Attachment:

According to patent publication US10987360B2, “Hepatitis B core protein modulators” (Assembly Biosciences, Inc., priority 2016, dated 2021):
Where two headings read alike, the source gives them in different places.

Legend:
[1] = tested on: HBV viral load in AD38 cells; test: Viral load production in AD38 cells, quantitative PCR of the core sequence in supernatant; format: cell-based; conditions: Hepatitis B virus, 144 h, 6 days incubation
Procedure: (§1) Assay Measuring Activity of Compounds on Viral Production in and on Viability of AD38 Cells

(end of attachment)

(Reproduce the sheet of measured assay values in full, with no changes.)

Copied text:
According to patent publication US10987360B2, “Hepatitis B core protein modulators” (Assembly Biosciences, Inc., priority 2016, dated 2021):
Where two headings read alike, the source gives them in different places.

Legend:
[1] = tested on: HBV viral load in AD38 cells; test: Viral load production in AD38 cells, quantitative PCR of the core sequence in supernatant; format: cell-based; conditions: Hepatitis B virus, 144 h, 6 days incubation
Procedure: (§1) Assay Measuring Activity of Compounds on Viral Production in and on Viability of AD38 Cells